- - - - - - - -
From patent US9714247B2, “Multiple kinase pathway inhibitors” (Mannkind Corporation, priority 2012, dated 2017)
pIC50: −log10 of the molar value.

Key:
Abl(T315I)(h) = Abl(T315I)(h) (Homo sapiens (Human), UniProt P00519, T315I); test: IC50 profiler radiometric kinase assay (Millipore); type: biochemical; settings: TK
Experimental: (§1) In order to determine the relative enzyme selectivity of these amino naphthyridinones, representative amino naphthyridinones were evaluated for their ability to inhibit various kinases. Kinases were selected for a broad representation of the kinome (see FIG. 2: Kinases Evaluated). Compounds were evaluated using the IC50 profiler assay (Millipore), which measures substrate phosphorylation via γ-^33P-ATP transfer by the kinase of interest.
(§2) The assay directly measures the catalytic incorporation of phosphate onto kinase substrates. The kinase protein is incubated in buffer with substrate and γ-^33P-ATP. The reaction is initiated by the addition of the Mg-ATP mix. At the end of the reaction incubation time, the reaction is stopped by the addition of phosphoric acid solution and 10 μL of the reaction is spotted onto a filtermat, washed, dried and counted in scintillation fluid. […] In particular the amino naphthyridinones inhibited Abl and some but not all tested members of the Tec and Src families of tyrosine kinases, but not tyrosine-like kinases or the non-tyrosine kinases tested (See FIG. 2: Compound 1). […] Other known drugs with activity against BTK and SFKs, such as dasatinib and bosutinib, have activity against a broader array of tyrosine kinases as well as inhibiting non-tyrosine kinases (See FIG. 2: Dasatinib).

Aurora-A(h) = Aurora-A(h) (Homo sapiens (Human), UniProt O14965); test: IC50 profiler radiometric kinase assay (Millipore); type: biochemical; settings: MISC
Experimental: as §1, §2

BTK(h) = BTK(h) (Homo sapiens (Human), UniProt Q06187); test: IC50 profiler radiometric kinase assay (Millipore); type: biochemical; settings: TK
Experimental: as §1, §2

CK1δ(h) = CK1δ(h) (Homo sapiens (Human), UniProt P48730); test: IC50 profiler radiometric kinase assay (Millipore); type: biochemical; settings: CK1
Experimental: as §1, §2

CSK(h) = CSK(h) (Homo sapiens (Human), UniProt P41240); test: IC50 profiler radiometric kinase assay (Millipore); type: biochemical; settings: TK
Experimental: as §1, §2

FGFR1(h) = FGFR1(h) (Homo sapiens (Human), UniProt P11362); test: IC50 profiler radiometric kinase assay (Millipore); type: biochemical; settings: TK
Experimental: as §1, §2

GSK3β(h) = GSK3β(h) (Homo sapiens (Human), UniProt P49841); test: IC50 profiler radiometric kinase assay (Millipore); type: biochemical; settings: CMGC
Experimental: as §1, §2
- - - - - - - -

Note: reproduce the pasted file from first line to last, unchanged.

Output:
From patent US9714247B2, “Multiple kinase pathway inhibitors” (Mannkind Corporation, priority 2012, dated 2017)
pIC50: −log10 of the molar value.

Key:
Abl(T315I)(h) = Abl(T315I)(h) (Homo sapiens (Human), UniProt P00519, T315I); test: IC50 profiler radiometric kinase assay (Millipore); type: biochemical; settings: TK
Experimental: (§1) In order to determine the relative enzyme selectivity of these amino naphthyridinones, representative amino naphthyridinones were evaluated for their ability to inhibit various kinases. Kinases were selected for a broad representation of the kinome (see FIG. 2: Kinases Evaluated). Compounds were evaluated using the IC50 profiler assay (Millipore), which measures substrate phosphorylation via γ-^33P-ATP transfer by the kinase of interest.
(§2) The assay directly measures the catalytic incorporation of phosphate onto kinase substrates. The kinase protein is incubated in buffer with substrate and γ-^33P-ATP. The reaction is initiated by the addition of the Mg-ATP mix. At the end of the reaction incubation time, the reaction is stopped by the addition of phosphoric acid solution and 10 μL of the reaction is spotted onto a filtermat, washed, dried and counted in scintillation fluid. […] In particular the amino naphthyridinones inhibited Abl and some but not all tested members of the Tec and Src families of tyrosine kinases, but not tyrosine-like kinases or the non-tyrosine kinases tested (See FIG. 2: Compound 1). […] Other known drugs with activity against BTK and SFKs, such as dasatinib and bosutinib, have activity against a broader array of tyrosine kinases as well as inhibiting non-tyrosine kinases (See FIG. 2: Dasatinib).

Aurora-A(h) = Aurora-A(h) (Homo sapiens (Human), UniProt O14965); test: IC50 profiler radiometric kinase assay (Millipore); type: biochemical; settings: MISC
Experimental: as §1, §2

BTK(h) = BTK(h) (Homo sapiens (Human), UniProt Q06187); test: IC50 profiler radiometric kinase assay (Millipore); type: biochemical; settings: TK
Experimental: as §1, §2

CK1δ(h) = CK1δ(h) (Homo sapiens (Human), UniProt P48730); test: IC50 profiler radiometric kinase assay (Millipore); type: biochemical; settings: CK1
Experimental: as §1, §2

CSK(h) = CSK(h) (Homo sapiens (Human), UniProt P41240); test: IC50 profiler radiometric kinase assay (Millipore); type: biochemical; settings: TK
Experimental: as §1, §2

FGFR1(h) = FGFR1(h) (Homo sapiens (Human), UniProt P11362); test: IC50 profiler radiometric kinase assay (Millipore); type: biochemical; settings: TK
Experimental: as §1, §2

GSK3β(h) = GSK3β(h) (Homo sapiens (Human), UniProt P49841); test: IC50 profiler radiometric kinase assay (Millipore); type: biochemical; settings: CMGC
Experimental: as §1, §2